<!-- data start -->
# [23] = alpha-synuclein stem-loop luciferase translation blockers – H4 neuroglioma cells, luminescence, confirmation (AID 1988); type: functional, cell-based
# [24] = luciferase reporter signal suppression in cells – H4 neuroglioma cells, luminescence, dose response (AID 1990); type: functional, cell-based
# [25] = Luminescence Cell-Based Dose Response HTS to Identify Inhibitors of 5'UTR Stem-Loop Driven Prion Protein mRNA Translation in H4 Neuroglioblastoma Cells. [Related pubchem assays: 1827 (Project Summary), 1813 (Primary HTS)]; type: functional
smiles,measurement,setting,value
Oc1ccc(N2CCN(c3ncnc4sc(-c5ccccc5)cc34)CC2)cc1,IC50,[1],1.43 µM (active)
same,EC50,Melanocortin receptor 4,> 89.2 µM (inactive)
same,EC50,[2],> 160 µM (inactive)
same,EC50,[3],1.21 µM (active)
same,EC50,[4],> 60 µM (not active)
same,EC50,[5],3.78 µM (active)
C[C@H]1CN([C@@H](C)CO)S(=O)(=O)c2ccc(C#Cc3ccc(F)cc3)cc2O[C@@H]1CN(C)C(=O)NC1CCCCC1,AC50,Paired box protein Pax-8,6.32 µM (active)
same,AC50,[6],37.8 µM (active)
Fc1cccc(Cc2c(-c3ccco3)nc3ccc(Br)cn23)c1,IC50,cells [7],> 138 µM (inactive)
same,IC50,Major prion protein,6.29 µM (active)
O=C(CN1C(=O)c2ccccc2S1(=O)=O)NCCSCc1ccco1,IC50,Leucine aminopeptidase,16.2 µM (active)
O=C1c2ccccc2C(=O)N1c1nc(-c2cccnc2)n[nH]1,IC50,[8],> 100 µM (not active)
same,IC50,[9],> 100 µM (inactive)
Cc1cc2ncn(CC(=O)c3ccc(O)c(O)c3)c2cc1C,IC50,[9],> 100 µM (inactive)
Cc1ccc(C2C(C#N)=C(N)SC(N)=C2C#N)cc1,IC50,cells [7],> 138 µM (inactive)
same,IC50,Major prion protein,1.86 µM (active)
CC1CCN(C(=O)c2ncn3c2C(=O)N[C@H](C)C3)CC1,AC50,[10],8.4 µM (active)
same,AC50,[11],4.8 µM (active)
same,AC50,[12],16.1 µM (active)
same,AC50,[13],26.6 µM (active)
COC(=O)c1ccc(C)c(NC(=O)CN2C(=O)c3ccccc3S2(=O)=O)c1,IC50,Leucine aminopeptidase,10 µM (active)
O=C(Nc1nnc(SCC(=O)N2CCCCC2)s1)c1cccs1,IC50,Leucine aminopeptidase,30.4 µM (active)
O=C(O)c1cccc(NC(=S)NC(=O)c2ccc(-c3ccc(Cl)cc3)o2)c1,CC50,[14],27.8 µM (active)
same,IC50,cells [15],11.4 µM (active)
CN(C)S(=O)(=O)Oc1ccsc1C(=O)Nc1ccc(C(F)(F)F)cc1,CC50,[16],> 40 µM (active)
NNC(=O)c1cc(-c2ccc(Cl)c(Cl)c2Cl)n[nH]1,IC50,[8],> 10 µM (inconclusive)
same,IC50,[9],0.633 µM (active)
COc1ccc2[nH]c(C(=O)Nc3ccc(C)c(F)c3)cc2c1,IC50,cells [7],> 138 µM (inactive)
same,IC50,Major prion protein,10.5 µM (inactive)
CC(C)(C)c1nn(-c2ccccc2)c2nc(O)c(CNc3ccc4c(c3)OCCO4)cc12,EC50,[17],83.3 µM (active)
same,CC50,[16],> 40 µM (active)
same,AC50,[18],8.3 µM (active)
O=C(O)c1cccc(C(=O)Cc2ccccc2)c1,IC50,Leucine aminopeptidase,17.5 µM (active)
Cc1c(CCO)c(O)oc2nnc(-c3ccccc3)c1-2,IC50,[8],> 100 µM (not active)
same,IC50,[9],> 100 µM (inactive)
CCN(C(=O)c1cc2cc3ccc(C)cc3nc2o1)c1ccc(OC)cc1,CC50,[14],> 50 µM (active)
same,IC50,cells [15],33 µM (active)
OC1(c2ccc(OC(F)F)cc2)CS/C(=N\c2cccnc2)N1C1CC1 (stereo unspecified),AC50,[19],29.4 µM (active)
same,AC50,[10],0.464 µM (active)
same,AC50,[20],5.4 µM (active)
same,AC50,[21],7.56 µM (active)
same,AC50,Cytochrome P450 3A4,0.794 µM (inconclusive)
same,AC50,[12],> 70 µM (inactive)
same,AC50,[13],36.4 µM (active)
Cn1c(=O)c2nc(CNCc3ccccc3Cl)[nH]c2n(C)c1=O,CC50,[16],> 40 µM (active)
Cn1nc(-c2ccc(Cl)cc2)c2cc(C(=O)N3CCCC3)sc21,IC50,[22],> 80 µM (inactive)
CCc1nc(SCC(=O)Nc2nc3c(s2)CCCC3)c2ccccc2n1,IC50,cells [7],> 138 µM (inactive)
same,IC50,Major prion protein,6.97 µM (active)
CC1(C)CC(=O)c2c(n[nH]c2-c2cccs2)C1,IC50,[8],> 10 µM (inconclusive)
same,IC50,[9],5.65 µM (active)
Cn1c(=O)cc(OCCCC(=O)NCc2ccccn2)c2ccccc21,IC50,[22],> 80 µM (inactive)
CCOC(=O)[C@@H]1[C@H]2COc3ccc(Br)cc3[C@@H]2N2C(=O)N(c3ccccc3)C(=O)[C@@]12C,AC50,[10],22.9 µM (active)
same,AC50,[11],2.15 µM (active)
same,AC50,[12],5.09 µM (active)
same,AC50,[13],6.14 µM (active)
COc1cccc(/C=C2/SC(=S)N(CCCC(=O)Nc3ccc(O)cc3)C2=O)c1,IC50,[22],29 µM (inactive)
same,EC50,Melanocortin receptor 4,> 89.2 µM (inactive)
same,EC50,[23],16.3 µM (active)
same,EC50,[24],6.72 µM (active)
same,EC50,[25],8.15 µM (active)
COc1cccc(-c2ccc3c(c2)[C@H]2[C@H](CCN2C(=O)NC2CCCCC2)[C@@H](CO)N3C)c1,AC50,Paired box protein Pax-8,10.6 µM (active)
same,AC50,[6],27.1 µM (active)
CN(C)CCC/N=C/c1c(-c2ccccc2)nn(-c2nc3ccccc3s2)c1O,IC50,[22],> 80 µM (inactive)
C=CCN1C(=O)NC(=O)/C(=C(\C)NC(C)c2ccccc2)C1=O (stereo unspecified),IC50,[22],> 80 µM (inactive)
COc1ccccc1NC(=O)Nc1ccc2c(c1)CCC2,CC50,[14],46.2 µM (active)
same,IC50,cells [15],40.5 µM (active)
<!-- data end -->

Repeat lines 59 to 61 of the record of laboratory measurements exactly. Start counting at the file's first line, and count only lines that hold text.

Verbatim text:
same,AC50,[13],6.14 µM (active)
COc1cccc(/C=C2/SC(=S)N(CCCC(=O)Nc3ccc(O)cc3)C2=O)c1,IC50,[22],29 µM (inactive)
same,EC50,Melanocortin receptor 4,> 89.2 µM (inactive)